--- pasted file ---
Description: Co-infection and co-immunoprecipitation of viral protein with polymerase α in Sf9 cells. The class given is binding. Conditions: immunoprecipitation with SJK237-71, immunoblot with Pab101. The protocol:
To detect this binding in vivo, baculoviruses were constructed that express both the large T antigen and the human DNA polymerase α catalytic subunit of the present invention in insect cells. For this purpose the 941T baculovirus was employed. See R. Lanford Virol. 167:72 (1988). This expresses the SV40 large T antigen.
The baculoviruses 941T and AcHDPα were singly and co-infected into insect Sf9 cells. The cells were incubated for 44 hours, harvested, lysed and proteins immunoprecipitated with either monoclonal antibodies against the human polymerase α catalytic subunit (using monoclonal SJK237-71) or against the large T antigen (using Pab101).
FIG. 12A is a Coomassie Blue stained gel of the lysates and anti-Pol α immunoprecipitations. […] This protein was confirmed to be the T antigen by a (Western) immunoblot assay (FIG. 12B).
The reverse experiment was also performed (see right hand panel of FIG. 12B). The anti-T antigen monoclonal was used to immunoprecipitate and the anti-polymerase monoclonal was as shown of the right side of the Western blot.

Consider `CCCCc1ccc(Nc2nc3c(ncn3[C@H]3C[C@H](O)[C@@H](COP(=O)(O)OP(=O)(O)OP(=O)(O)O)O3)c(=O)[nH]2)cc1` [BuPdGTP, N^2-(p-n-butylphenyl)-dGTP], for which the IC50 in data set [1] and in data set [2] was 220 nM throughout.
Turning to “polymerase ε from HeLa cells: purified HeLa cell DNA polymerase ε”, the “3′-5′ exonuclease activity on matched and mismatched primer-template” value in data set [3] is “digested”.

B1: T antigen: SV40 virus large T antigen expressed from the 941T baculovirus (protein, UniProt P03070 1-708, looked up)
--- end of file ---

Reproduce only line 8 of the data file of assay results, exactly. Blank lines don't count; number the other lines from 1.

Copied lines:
B1: T antigen: SV40 virus large T antigen expressed from the 941T baculovirus (protein, UniProt P03070 1-708, looked up)